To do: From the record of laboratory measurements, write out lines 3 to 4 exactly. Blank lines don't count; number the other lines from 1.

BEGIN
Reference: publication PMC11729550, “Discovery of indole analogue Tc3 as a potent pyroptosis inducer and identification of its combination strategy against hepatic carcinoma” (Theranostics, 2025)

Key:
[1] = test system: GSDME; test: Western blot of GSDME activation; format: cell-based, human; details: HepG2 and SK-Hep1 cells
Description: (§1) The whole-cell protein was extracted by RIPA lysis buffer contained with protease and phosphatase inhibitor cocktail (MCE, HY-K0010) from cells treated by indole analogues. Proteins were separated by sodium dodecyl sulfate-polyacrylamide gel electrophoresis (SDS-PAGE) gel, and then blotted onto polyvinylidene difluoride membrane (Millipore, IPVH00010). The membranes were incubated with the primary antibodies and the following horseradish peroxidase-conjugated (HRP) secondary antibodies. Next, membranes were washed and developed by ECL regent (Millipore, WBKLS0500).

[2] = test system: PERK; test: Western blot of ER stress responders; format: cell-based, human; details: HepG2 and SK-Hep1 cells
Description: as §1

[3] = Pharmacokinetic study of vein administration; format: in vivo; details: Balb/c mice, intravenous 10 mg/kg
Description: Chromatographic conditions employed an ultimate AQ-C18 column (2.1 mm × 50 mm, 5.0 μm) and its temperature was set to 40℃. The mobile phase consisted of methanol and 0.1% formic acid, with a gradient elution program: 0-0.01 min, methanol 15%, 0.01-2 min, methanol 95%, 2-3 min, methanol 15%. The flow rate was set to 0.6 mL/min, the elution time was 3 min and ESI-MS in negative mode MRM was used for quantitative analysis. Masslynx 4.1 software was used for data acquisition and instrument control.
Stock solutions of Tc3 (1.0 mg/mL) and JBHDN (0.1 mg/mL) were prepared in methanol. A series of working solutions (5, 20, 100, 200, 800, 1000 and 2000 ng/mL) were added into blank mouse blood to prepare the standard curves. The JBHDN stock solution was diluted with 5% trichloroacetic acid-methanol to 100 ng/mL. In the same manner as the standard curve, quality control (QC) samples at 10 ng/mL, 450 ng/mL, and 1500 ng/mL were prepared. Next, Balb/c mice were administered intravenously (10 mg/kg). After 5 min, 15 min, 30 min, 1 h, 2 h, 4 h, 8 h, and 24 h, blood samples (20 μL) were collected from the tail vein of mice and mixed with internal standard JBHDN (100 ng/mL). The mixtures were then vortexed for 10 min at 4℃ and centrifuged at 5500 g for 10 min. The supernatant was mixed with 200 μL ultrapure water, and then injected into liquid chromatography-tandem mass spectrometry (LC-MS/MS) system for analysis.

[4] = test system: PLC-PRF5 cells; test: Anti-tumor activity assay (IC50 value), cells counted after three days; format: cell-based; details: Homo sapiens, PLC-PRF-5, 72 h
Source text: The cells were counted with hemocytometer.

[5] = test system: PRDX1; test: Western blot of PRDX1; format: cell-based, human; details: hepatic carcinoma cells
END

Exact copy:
[1] = test system: GSDME; test: Western blot of GSDME activation; format: cell-based, human; details: HepG2 and SK-Hep1 cells
Description: (§1) The whole-cell protein was extracted by RIPA lysis buffer contained with protease and phosphatase inhibitor cocktail (MCE, HY-K0010) from cells treated by indole analogues. Proteins were separated by sodium dodecyl sulfate-polyacrylamide gel electrophoresis (SDS-PAGE) gel, and then blotted onto polyvinylidene difluoride membrane (Millipore, IPVH00010). The membranes were incubated with the primary antibodies and the following horseradish peroxidase-conjugated (HRP) secondary antibodies. Next, membranes were washed and developed by ECL regent (Millipore, WBKLS0500).